[00:10:01] Cause at that point we were doing only about 10 visits a day, pre predominantly international medicine, leveraging other other platforms. But once the pandemic hit, we did an immediate rush on Amwell. We stood it up manually with no integration with our Epic EMR, for scheduling and so forth.

[00:10:25] So it was a little challenging, I think the first couple months. [00:10:30] But once we built in that integration for scheduling where the physicians never had to leave Epic and we were really able to leverage the Amwell platform, we went up to hundreds of visits a day and we’re still at that level.

[00:10:43] And we expect to to stay at that level well into the future Bill. So we’re not. We’re not going to be reducing that. We did see a decline in in ambulatory clinic visits because of the pandemic. [00:11:00] And we now see that slowly recovering, although you know the Los Angeles area has just been hit very hard with the pandemic and so there was a decline in visits but  we’re still keeping the pace with virtual care and we’re expecting the visits to to return this summer back to normal level.

[00:11:22] Bill Russell: [00:11:22] Did you guys have to care for COVID patients or were you more because you’re specialized [00:11:30] didn’t have a lot of COVID patients. 

[00:11:32] Patrick Anderson: [00:11:32] We’ve been taking care of COVID patients since the spring, and we’ve had to expand our ICU with the reverse pressure and all of that. We’ve had to expand that, but, you know, we’re experts in working with patients with compromised immune systems anyways.

[00:11:50] So it was pretty natural for us to take care of COVID patients. It’s just that the patients with the comorbidities and everything is always very challenging but [00:12:00] yes, we’ve we’ve had our we’ve had our surges of COVID patients as well. And it’s been tough. I’ll say it’s been tough.

[00:12:08] Bill Russell: [00:12:08] Yeah. So let’s, let’s talk about the the impact of COVID on the health system. So let’s first start from from a positive side. The, you know, a lot of people have been talking about how you know, the pandemic has been hard, but there’s been silver linings so there’s been a positive movement at the [00:12:30] health system and it, and digital priorities and different things like that.

[00:12:35] What, if any silver linings of you have you found at at city of hope? 

[00:12:39] Patrick Anderson: [00:12:39] Well, some simple ones as the rapid, the rapid embracing of digital health and you know, with the with the virtual care, with the Amwell platform, and then also reprioritizing everything to bring more patient experience roadmaps [00:13:00] forward.

[00:13:00] And that includes more education, more online education, as well as getting our our patient portal more automated around East scheduling. As well as you know each check-in, if you get completely checked in, you don’t even have to stop at reception. And you just go right to the waiting room and then you’re called.

[00:13:25] So bringing those things forward, also the work from home Bill, [00:13:30] we’re probably going to see 70% of my IT team staying home permanently. That’s probably the forecast. I can’t a hundred percent confirm it because we’re still working on the scenarios and the standards and all of that, but a big silver lining in determining the productivity of people at home tweaking their environment.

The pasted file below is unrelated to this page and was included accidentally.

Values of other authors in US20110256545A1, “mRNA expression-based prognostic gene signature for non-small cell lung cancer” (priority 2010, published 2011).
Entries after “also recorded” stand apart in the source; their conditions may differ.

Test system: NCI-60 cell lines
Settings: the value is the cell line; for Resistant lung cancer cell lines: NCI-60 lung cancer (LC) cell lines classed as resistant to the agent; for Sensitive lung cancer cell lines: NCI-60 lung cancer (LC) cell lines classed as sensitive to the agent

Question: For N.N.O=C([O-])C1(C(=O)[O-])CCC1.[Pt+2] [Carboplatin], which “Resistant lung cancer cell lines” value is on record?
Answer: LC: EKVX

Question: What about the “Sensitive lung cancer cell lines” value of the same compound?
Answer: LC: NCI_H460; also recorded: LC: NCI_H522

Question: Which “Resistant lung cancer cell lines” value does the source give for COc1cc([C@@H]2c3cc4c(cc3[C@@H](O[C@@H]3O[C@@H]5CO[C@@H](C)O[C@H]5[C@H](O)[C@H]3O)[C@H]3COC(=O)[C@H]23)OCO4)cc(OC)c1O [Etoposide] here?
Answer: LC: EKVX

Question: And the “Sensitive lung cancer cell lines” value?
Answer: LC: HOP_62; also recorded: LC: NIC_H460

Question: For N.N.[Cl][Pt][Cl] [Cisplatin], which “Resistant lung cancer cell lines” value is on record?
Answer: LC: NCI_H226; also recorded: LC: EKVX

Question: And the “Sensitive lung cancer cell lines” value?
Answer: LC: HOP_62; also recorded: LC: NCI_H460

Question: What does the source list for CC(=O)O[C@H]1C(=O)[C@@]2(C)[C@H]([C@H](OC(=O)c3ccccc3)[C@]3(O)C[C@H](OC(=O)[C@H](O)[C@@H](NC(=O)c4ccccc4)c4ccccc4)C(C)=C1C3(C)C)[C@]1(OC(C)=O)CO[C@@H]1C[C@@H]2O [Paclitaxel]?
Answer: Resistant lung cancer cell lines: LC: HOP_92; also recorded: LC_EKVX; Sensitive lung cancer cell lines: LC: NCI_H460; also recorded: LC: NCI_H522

[00:13:55] Some people are using VPN. Some are not for better performance, but [00:14:00] I’ll have to say that the silver lining in that is less office space and actually higher productivity because people are not commuting on the LA freeway system. And you how that is. 

[00:14:11] Bill Russell: [00:14:11] Yeah. And I’m assuming you’re not in the office or you guys have the nicest offices in the history.

[00:14:18] Patrick Anderson: [00:14:18] Yeah, we are definitely not in the office. My entire team is is working from home, you know, and that’s like over 400 people, so it’s been great. 

[00:14:28] Bill Russell: [00:14:28] That’s fantastic. [00:14:30] What do you think the lasting impact on health IT is going to be as a result of the pandemic? What do you think the legacy of the pandemic on health IT is going to be?

[00:14:41] Patrick Anderson: [00:14:41] You know, I think it’s going to be a continued you know, I think, I think now with the pandemic, we’ve really turned the ship again on providing value. We’ve been able to have to create rapid applications in Salesforce and in other other platforms. Now the business brings us [00:15:00] in faster and an earlier for most strategic initiatives.

[00:15:06] And they also know that everything has to go through governance anymore as well, especially with tighter budgets because of the pandemic. So with that, I think I think what we’re seeing Bill  is a need for it to get in early on all strategic initiatives so that we can contribute our value.

[00:15:25] And that’s really been, I think the most [00:15:30] inspiring result of the pandemic for City of Hope for IT. 

[00:15:36] Bill Russell: [00:15:36] Yeah. Well, I mean, that’s a good segway. What will the technology priorities be for 2021? I realized we’re not through the pandemic yet, but as we sort of progress here and and more and more people get back sedated, but what will the priorities be around technology?